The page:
In order to be eligible for DUA you must meet the following eligibility requirements:
The following conditions of unemployment must have occurred as a direct result of the major disaster to qualify for DUA:
If you are not a citizen of the United States, you cannot be paid DUA benefits based on your services unless you were authorized to work by the Immigration and Naturalization Service in the United States at the time such services were performed and while filing for benefits.
The computation of the weekly amount for DUA will be based on gross wages for the unemployed worker and net earnings for unemployed self-employed individuals. All wages earned for performance of services in the most recent tax year will be used to compute the weekly DUA amount. The DUA weekly benefit amount will be computed in accordance with the Arkansas Department of Workforce Services law. The weekly amount shall be the weekly amount of compensation the individual would have been paid as regular unemployment insurance compensation unless the weekly benefit amount is less than 50% of the average weekly payment of regular unemployment benefits. The maximum weekly DUA amount shall not exceed the maximum weekly amount for regular unemployment insurance benefits payable in the state. Employment, wages, and self-employment that are not covered by the Arkansas Employment Security law shall be treated in the same manner, and with the same effect as covered employment and wages. Employment and wages that are prohibited by federal law shall not be included.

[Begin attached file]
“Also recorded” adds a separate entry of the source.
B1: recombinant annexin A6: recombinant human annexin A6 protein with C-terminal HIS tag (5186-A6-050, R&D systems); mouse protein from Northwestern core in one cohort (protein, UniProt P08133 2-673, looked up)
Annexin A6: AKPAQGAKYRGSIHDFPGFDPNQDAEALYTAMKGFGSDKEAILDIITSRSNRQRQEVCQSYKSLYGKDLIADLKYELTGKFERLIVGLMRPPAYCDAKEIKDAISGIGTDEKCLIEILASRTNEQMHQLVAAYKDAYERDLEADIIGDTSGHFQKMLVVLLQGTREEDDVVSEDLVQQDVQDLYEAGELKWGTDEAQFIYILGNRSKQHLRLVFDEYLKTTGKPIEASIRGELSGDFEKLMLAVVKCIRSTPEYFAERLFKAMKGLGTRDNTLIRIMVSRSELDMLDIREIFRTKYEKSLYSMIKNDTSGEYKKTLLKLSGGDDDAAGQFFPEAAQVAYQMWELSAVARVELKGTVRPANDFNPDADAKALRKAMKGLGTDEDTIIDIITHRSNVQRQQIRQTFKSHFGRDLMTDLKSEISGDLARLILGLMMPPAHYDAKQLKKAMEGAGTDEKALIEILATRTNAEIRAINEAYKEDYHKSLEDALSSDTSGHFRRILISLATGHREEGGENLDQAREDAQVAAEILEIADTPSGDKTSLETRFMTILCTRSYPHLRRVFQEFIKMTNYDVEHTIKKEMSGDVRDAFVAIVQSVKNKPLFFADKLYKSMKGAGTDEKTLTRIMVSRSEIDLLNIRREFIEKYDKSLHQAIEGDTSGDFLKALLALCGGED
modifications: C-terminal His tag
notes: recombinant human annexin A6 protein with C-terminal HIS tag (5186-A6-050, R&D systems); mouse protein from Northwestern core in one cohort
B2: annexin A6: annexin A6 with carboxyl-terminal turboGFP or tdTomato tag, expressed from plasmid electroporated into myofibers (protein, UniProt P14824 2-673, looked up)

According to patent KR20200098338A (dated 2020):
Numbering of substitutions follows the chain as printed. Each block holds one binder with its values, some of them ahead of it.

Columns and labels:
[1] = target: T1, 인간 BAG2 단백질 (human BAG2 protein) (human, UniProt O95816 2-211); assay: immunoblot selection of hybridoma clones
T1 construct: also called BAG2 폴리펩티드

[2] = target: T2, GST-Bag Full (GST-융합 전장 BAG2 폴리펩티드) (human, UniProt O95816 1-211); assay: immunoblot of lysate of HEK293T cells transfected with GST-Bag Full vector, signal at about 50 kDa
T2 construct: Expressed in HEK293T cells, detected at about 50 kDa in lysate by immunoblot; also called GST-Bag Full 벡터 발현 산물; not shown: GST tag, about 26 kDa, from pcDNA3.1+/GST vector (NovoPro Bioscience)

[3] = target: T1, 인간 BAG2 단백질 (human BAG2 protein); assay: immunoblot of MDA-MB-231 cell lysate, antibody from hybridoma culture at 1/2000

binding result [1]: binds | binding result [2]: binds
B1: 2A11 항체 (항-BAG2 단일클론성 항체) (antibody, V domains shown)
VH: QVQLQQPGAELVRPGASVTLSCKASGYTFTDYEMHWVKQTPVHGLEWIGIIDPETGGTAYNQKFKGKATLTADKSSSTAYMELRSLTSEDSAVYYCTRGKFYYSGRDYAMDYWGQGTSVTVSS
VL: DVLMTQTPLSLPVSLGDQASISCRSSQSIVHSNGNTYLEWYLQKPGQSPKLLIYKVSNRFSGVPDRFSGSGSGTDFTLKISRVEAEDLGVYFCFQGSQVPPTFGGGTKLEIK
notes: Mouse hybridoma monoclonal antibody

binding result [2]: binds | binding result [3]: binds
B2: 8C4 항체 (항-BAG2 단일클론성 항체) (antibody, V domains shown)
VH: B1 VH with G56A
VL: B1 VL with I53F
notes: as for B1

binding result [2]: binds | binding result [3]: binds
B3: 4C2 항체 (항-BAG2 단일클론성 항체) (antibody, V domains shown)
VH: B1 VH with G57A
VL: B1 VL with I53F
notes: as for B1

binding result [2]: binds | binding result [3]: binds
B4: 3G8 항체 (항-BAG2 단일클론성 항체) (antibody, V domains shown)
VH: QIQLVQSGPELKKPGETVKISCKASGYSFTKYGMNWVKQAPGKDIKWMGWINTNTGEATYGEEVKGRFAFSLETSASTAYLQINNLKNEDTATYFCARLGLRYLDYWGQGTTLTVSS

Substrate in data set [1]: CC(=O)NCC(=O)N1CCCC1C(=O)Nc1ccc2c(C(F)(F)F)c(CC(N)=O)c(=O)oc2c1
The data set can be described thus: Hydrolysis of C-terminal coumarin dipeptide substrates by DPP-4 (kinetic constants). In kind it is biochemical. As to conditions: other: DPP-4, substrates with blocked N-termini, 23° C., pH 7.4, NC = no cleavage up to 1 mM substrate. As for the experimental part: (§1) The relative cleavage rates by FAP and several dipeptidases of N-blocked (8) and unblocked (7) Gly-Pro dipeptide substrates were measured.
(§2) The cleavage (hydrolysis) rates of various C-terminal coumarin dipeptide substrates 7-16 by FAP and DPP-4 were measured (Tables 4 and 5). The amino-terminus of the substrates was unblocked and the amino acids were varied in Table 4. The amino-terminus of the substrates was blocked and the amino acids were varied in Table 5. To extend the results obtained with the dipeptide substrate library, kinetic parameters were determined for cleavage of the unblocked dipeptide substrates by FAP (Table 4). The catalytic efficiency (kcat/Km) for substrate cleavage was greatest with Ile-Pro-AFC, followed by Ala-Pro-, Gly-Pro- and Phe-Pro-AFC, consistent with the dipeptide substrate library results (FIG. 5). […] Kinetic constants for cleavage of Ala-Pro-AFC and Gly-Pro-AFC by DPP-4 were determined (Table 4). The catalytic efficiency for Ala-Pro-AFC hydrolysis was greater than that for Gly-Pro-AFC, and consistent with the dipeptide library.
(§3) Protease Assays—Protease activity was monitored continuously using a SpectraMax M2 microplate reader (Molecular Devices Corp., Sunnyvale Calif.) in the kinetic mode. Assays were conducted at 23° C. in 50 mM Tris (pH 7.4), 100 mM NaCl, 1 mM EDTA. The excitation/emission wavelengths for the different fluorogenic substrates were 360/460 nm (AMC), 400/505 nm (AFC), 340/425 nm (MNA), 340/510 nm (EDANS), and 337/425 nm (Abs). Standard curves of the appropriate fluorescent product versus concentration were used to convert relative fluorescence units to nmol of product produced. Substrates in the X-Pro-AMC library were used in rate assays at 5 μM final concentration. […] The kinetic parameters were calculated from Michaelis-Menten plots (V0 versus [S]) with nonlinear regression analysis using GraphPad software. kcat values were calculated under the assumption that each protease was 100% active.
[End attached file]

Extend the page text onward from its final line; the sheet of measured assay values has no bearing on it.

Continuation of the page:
If applicant gives a statement because he/she has no proof of wages and/or employment/self-employment due to it being destroyed as a direct result of a major disaster, his DUA weekly benefit amount will be established at 50% of the average weekly payment of regular unemployment insurance benefits. If applicant fails to supply needed documentation within 21 calendar days from date of filing initial DUA application as required, DUA benefits will be denied. If required documentation or partial documentation is submitted within the 21 calendar days necessary adjustment to DUA weekly benefit amount will be made. Such adjustment could result in an overpayment or supplemental pay on any benefits already received by the applicant.
The disaster assistance period begins with the first week following the date the major disaster began. During the disaster assistance period, DUA is available to individuals as long as their unemployment, caused by the disaster, continues or until they are reemployed in a suitable position, but no longer than 26 weeks after the major disaster is declared. An applicant's continued eligibility for benefits is determined on a week-to-week basis.
The weekly DUA amount payable to you will be reduced by the amount of the following that you have received for a week or will receive for a week: